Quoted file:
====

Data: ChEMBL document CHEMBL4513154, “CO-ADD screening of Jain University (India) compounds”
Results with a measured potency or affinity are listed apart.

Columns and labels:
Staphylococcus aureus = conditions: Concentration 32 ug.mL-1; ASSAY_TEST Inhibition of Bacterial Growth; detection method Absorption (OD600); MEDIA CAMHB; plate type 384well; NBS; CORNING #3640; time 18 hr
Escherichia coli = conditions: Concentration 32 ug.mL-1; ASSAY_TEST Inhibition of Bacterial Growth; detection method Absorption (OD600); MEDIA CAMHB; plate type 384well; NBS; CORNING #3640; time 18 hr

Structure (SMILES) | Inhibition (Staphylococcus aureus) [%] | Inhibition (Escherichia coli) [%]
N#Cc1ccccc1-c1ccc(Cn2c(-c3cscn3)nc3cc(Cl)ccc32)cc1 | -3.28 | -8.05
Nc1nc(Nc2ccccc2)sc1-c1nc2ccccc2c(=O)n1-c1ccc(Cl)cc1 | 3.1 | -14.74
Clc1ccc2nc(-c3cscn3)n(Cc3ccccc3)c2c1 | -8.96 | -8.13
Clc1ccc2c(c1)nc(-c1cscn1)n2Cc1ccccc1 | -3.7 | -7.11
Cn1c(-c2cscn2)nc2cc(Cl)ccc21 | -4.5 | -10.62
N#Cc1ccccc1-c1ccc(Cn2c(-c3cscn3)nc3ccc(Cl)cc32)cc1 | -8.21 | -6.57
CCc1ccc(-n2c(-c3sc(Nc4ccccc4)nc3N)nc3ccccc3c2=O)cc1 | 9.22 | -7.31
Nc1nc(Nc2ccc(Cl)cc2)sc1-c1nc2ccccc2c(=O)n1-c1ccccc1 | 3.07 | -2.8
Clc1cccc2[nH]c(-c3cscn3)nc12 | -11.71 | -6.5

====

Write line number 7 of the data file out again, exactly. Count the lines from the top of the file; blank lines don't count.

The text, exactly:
N#Cc1ccccc1-c1ccc(Cn2c(-c3cscn3)nc3cc(Cl)ccc32)cc1 | -3.28 | -8.05